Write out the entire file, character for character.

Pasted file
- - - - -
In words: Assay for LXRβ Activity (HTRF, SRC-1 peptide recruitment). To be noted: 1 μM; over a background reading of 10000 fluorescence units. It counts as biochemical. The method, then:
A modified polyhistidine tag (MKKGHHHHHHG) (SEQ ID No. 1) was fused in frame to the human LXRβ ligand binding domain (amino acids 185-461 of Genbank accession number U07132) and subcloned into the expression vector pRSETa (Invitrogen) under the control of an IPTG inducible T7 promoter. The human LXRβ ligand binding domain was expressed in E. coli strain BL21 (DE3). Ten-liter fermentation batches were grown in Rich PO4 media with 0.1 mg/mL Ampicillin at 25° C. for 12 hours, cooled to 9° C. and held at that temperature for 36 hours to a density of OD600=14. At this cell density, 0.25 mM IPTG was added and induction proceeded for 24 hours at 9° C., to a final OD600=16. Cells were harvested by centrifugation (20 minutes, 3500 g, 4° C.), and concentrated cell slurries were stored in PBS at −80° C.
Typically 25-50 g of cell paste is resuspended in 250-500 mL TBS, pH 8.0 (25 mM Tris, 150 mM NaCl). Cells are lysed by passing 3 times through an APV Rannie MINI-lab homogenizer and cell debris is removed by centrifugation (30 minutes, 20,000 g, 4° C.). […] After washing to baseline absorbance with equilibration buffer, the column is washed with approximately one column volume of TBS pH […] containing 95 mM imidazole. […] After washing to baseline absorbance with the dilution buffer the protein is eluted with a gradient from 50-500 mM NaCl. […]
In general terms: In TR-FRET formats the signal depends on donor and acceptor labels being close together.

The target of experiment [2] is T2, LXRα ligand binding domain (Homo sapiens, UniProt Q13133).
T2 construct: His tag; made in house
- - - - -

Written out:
In words: Assay for LXRβ Activity (HTRF, SRC-1 peptide recruitment). To be noted: 1 μM; over a background reading of 10000 fluorescence units. It counts as biochemical. The method, then:
A modified polyhistidine tag (MKKGHHHHHHG) (SEQ ID No. 1) was fused in frame to the human LXRβ ligand binding domain (amino acids 185-461 of Genbank accession number U07132) and subcloned into the expression vector pRSETa (Invitrogen) under the control of an IPTG inducible T7 promoter. The human LXRβ ligand binding domain was expressed in E. coli strain BL21 (DE3). Ten-liter fermentation batches were grown in Rich PO4 media with 0.1 mg/mL Ampicillin at 25° C. for 12 hours, cooled to 9° C. and held at that temperature for 36 hours to a density of OD600=14. At this cell density, 0.25 mM IPTG was added and induction proceeded for 24 hours at 9° C., to a final OD600=16. Cells were harvested by centrifugation (20 minutes, 3500 g, 4° C.), and concentrated cell slurries were stored in PBS at −80° C.
Typically 25-50 g of cell paste is resuspended in 250-500 mL TBS, pH 8.0 (25 mM Tris, 150 mM NaCl). Cells are lysed by passing 3 times through an APV Rannie MINI-lab homogenizer and cell debris is removed by centrifugation (30 minutes, 20,000 g, 4° C.). […] After washing to baseline absorbance with equilibration buffer, the column is washed with approximately one column volume of TBS pH […] containing 95 mM imidazole. […] After washing to baseline absorbance with the dilution buffer the protein is eluted with a gradient from 50-500 mM NaCl. […]
In general terms: In TR-FRET formats the signal depends on donor and acceptor labels being close together.

The target of experiment [2] is T2, LXRα ligand binding domain (Homo sapiens, UniProt Q13133).
T2 construct: His tag; made in house